This recipe will yield about 3 cups of pumpkin butter, which would be delicious on toast or bagels, stirred into oatmeal, or on s'mores.

Oh, yes, the s'mores.  That's what we're all here for, right?

We spread a layer of this yummy pumkin butter on a graham cracker, toasted up that big, fat marshmallow and dove in.  

And it was good.  It was very good.

Monday, October 24, 2011

Pork Chops and Fried Soup

Yes, you read that right:  Fried Soup.

I love soup and believe almost anything is better fried, but I never would've dreamed up this delicious combination on my own.  Thanks to Maria Helm Sinskey I didn't have to.

Fried soup came into our lives courtesy of the latest installment of the RSV wine club, along with their fabulous 2008 Los Carneros Merlot.  And the folks at RSV thoughtfully included a package of organic dried cranberry beans to get us started.

The first step to fried soup is making Ribollita, a bean and kale soup delicious in itself.  Brad made the Ribollita on Saturday night and, while I enjoyed it very much, all I could think about was frying it up the next day.  The starchiness of the beans, the crunch of the kale, the crispiness of the pan fried crust.  Yum.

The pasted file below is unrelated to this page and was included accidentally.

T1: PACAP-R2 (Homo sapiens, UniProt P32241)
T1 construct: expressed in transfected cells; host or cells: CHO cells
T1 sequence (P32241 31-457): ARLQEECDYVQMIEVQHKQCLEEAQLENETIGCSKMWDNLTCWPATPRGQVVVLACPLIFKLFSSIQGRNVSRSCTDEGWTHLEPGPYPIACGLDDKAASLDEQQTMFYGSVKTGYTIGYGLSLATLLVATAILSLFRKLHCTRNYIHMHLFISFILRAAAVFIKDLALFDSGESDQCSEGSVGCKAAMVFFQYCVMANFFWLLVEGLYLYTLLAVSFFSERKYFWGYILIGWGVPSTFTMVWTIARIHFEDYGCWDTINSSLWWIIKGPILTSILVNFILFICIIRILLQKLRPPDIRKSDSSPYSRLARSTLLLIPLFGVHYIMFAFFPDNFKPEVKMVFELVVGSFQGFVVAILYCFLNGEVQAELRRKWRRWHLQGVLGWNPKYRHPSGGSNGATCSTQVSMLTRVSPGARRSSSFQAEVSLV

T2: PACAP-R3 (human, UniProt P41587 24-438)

It was a gorgeous fall day yesterday, so we were able to grill pork chops to serve alongside the fried soup.

Fried Soup
First you need to prepare the Ribollita; we used the RSV recipe pretty much as written.  We soaked the cranberry beans overnight and found they still required about twice the amount of cooking time as noted on the package.  This was likely the result of cooking at altitude, but you may want to plan accordingly.

Once the soup cools, stir in the reserved bread cubes and refrigerate until you're ready to fry it up.

In addition to the leftover soup, you will need:

Extra virgin olive oil
Freshly grated Parmesan cheese

Heat a nonstick skillet over medium-high heat.  Add a small amount of olive oil to the pan and swirl to coat.  Scoop the soup/bread mixture into the pan and flatten with the back of a spoon.